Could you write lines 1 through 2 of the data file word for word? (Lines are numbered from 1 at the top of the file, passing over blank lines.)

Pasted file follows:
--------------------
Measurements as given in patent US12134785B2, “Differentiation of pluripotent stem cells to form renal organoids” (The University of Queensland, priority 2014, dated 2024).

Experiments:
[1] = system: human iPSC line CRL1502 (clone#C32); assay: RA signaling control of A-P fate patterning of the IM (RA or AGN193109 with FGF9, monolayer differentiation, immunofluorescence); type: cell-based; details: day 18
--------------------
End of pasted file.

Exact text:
Measurements as given in patent US12134785B2, “Differentiation of pluripotent stem cells to form renal organoids” (The University of Queensland, priority 2014, dated 2024).

Experiments: